Nelson's Victory community has come up trumps in its long-running battle against Nelson City Council's gambling policy.
The High Court has ruled the city council failed to follow proper procedure when it made changes to the policy, relaxing rules that limit the proximity of pokie machines to ATMs, kindergartens, schools and playgrounds.
It is a significant win for the Nelson Gambling Taskforce, which raised $10,000 to take the council to court following community outrage at nine pokie machines being installed in Victory's Brewers Bar.
Those machines may end up having to be removed as a result of the judgment – the third court battle the council has lost this year.
Nelson City Council chief executive Keith Marshall declined to comment this morning, because he was yet to obtain legal advice. Mayor Aldo Miccio did not respond to calls from the Nelson Mail.
Nelson Gambling Taskforce member Hester Phillips welcomed the judgment, which she shared with concerned residents last night.
"We had a glass of champagne. People were just over the moon. I think we have achieved what we set out to achieve," she said.
The judgment would limit where pokies were able to go in future.
"We have a situation here in Nelson where the Nelson City Council admitted in the High Court that they altered the gambling policy at the request of one man to put nine pokies in the heart of Victory."
It seemed "highly unlikely" that Internal Affairs would not require the removal of those pokie machines given the judgment, she said.
"The judge said in court that he hadn't seen a case like this that was so clear in a long time. When he said that, we all looked at each other and thought we were going to win."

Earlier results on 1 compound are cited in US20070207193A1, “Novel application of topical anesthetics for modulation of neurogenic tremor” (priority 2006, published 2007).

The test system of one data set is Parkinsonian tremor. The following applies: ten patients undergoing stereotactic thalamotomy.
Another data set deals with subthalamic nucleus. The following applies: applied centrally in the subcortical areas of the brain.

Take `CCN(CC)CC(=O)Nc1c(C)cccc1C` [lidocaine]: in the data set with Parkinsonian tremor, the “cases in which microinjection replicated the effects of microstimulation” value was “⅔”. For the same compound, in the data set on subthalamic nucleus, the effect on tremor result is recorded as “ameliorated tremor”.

The trust was hopeful of getting costs awarded against the council, she said.
"We are very disappointed by NCC's attitude throughout this process and their attempts to prevent this case ever being heard in court."
The trust gave the council the opportunity to avoid a court case, she suggests.
"Early on they charged us hundreds of dollars for information we were entitled to under the Official Information Act. Then they sought the maximum amount of security for costs, through the court believing that our small community group would never be able to raise these funds," she said. In the High Court decision, Justice Simon France said the amendments Nelson City Council made to its gambling policy in 2010, other than a change in the maximum number of machines allowed, "did not comply with the statutory consultation requirements".
This was because the draft policy that people were invited to comment on proposed a change in the number of machines allowed, but other changes, including relaxing the location rules, were made subsequently without people being specifically invited to comment on those aspects.
"If one stands back here, keeping in mind what the purpose of the special consultative procedure are, it is plain, I suggest, that the process has misfired."
The Trillian Trust applied and sought consent to put pokies into the Brewers Bar the same month that the new policy was adopted. Brewers Bar spokesman Peter McGrath was unaware of the decision this morning and declined to comment before obtaining legal advice.
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